Only photos are left from condemned cell in Baku

2013 2013-12-12T14:26:32+0300 2013-12-12T14:26:32+0300 en The Human Rights Center “Viasna” The Human Rights Center “Viasna”
The Human Rights Center “Viasna”
Bailov prison was ruid on order of the Azerbaijani President I. Aliyev.

Bailov prison was ruid on order of the Azerbaijani President I. Aliyev.

In Azerbaijan, the death penalty hasn't been used since 1998 , and Bailov prison, where death convicts were kept, was destroyed in July 2009. The building where the convicts were executed can be seen only in photos, as a reminder of barbarism.

These pictures were taken the day before the destruction of the prison and presented by an Azerbaijani human rights defender, Eldar Zeynalov.

Bailov prison was officially called "Investigative isolator No. 1" and was used as a place of detention since 1888. In 1923 corps No. 5 was built, where the
condemned cells and the cellar for shooting the convicts were situated.

In the last period of the USSR about twenty people were sentenced to death in Azerbaijan each year, the maximal number was 24.

On 21 October 1994 the death penalty was abolished for women. On 10 February 1998 the death penalty was removed from the Azerbaijani Criminal Code with the reservation that it can be used in exceptional cases , with the adoption of a special law, during the wartime or under the threat of war.

Having ratified the European Convention for the Protection of Human Rights and Fundamental Freedoms in 2002, Azerbaijan refused to ratify Protocol No. 6 to it, which prohibits the use of the death penalty under any circumstances.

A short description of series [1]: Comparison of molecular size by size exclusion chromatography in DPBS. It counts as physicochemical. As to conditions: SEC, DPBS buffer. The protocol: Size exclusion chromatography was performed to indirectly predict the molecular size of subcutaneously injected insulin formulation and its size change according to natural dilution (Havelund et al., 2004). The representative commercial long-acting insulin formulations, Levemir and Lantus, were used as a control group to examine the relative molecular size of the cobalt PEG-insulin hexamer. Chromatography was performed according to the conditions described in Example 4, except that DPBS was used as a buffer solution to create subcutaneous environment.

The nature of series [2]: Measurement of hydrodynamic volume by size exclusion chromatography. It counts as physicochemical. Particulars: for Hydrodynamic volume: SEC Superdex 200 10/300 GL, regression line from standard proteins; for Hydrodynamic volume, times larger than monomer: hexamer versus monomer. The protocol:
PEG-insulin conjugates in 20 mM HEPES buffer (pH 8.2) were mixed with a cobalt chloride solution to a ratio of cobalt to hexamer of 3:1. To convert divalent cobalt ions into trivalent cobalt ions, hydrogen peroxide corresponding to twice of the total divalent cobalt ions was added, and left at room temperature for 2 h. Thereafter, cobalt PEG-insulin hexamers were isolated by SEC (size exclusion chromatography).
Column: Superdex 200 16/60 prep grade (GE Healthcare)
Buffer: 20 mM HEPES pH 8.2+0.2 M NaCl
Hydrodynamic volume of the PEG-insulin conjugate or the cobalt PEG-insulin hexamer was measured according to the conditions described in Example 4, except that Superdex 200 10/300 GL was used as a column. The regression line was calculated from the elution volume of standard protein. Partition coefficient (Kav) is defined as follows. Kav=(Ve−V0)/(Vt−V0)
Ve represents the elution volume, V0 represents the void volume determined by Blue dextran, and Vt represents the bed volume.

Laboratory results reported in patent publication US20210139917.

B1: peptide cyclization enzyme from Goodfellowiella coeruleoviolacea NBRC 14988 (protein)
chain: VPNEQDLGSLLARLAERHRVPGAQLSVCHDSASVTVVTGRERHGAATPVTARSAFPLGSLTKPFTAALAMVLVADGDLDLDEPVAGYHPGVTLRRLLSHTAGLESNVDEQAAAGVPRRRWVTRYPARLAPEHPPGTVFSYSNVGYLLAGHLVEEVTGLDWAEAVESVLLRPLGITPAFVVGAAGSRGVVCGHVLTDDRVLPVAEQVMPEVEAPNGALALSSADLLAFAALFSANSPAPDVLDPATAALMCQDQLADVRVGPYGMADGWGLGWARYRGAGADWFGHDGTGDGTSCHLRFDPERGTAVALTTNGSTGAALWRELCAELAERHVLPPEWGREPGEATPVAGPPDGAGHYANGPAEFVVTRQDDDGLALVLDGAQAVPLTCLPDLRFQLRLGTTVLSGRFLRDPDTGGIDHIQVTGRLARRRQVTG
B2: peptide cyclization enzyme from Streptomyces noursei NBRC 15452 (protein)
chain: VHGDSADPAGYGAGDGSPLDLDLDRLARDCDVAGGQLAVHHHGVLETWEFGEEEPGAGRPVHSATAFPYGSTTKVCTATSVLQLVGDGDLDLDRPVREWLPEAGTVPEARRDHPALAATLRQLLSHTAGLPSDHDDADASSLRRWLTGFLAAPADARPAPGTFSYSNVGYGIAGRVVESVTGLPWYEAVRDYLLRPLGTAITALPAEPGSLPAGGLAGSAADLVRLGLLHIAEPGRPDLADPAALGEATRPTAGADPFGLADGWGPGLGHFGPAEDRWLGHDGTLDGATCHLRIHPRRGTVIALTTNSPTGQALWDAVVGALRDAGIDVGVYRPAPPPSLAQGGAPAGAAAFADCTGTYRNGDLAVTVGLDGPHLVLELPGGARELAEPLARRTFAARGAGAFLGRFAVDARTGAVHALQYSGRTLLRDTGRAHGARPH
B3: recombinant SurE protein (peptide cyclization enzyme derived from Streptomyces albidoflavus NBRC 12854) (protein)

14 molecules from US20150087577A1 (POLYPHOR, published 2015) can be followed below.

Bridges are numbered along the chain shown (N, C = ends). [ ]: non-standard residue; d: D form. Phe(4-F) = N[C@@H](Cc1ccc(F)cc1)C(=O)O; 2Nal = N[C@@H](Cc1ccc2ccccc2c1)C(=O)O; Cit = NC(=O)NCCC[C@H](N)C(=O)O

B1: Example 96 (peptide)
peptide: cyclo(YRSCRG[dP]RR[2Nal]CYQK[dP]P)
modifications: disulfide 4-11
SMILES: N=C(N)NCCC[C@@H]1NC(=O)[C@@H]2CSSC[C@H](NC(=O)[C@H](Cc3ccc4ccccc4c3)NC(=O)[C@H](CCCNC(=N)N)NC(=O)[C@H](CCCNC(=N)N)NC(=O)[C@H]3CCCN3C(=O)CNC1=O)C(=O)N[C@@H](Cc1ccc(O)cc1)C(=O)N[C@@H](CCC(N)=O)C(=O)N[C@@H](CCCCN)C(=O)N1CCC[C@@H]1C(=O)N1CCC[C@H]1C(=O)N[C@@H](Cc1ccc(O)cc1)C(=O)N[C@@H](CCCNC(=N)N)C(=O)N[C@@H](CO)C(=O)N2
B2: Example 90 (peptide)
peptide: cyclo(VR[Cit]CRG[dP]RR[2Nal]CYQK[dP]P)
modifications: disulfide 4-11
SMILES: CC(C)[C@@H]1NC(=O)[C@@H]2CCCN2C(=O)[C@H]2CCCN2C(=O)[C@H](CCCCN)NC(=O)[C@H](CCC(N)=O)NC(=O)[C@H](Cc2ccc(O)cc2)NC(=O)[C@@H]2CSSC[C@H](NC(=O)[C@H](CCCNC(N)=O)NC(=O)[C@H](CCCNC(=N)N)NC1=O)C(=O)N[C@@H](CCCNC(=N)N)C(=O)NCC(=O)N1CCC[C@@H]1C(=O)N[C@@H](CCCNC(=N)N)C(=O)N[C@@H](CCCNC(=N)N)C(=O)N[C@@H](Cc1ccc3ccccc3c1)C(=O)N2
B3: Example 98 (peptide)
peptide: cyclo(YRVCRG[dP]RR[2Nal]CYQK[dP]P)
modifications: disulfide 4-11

In the photos below (made the day before the destruction of the prison in July 2009):

1. Striped uniform of death convicts and dangerous repeated offenders;

2. A model of the Bailov prison from an official website (has some differences from the real prison). The fifth corps is in the right corner.

3. A scheme of the firing basement: 1)
condemned cells, 2) sauna, 3) entrance of the basement, 4) the room for the announcement of the death verdicts, 5) the shootings room, 6) vestibule, 7) the car for the transportation of the bodies.

4. The path to corps No. 5. On the left – corps No. 3 (for convicts).

5. The bars separating the cells from the service space. On the right there is a “duty room” for the head of the corps and the guards, on the left – the pantry (cell No. 117), which was sometimes used as a cell. After the abolition of the death penalty and permit of walks it was transfformed into a corridor leading to the yard for walks.

6. The cell was locked by three locks: the lock on the door, the lock on the opening in the door through which the food was passed and an electronic lock which could be opened by the attendant's console. The locks have been removed before the time of the photos.

7. Redone and renovated cell of corps No. 5.

8. The cell was redone into a 4-place one after 2004 (whereas it was prohibited to keep more than two death convicts in once cell together). However, due to the moratorium of 1998 on the death penalty there were 128 convicts per 36 sleeping berths.

9. Cell
No. 124 is the smallest in the corps, and used to be a one-man cell. At the moment of the shooting it was almost the only one which preserved its original look since the times when the death penalty was used.

10. In 1994 a tunnel was dug under this thin strip, and ten death convicts managed to escape through it.